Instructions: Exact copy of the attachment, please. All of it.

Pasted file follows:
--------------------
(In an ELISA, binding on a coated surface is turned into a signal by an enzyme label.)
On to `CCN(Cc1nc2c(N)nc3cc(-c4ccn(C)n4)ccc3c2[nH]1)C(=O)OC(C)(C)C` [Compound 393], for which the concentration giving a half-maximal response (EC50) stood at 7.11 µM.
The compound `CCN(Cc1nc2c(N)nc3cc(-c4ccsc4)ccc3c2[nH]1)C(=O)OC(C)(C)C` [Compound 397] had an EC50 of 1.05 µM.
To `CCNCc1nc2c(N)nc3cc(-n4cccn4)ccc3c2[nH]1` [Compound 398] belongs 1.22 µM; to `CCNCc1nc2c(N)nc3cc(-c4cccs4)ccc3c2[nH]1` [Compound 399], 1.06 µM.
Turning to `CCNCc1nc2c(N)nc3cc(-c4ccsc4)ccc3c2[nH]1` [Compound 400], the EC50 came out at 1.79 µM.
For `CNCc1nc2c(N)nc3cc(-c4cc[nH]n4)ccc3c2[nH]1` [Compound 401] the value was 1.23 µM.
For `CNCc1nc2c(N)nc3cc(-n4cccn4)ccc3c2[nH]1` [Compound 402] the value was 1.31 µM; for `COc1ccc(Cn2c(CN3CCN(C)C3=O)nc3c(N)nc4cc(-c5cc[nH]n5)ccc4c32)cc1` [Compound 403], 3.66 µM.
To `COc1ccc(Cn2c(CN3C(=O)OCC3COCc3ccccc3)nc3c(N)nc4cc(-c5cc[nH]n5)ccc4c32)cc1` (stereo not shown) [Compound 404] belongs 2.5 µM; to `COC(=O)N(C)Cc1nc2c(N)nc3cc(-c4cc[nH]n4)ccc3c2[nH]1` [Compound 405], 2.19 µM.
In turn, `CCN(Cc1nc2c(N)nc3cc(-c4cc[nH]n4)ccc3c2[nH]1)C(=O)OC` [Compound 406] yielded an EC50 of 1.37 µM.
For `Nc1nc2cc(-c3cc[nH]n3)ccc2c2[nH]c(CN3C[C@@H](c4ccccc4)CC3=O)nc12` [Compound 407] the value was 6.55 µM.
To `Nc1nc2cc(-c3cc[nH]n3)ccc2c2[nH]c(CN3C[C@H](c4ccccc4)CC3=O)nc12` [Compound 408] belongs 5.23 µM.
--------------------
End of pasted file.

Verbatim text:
(In an ELISA, binding on a coated surface is turned into a signal by an enzyme label.)
On to `CCN(Cc1nc2c(N)nc3cc(-c4ccn(C)n4)ccc3c2[nH]1)C(=O)OC(C)(C)C` [Compound 393], for which the concentration giving a half-maximal response (EC50) stood at 7.11 µM.
The compound `CCN(Cc1nc2c(N)nc3cc(-c4ccsc4)ccc3c2[nH]1)C(=O)OC(C)(C)C` [Compound 397] had an EC50 of 1.05 µM.
To `CCNCc1nc2c(N)nc3cc(-n4cccn4)ccc3c2[nH]1` [Compound 398] belongs 1.22 µM; to `CCNCc1nc2c(N)nc3cc(-c4cccs4)ccc3c2[nH]1` [Compound 399], 1.06 µM.
Turning to `CCNCc1nc2c(N)nc3cc(-c4ccsc4)ccc3c2[nH]1` [Compound 400], the EC50 came out at 1.79 µM.
For `CNCc1nc2c(N)nc3cc(-c4cc[nH]n4)ccc3c2[nH]1` [Compound 401] the value was 1.23 µM.
For `CNCc1nc2c(N)nc3cc(-n4cccn4)ccc3c2[nH]1` [Compound 402] the value was 1.31 µM; for `COc1ccc(Cn2c(CN3CCN(C)C3=O)nc3c(N)nc4cc(-c5cc[nH]n5)ccc4c32)cc1` [Compound 403], 3.66 µM.
To `COc1ccc(Cn2c(CN3C(=O)OCC3COCc3ccccc3)nc3c(N)nc4cc(-c5cc[nH]n5)ccc4c32)cc1` (stereo not shown) [Compound 404] belongs 2.5 µM; to `COC(=O)N(C)Cc1nc2c(N)nc3cc(-c4cc[nH]n4)ccc3c2[nH]1` [Compound 405], 2.19 µM.
In turn, `CCN(Cc1nc2c(N)nc3cc(-c4cc[nH]n4)ccc3c2[nH]1)C(=O)OC` [Compound 406] yielded an EC50 of 1.37 µM.
For `Nc1nc2cc(-c3cc[nH]n3)ccc2c2[nH]c(CN3C[C@@H](c4ccccc4)CC3=O)nc12` [Compound 407] the value was 6.55 µM.
To `Nc1nc2cc(-c3cc[nH]n3)ccc2c2[nH]c(CN3C[C@H](c4ccccc4)CC3=O)nc12` [Compound 408] belongs 5.23 µM.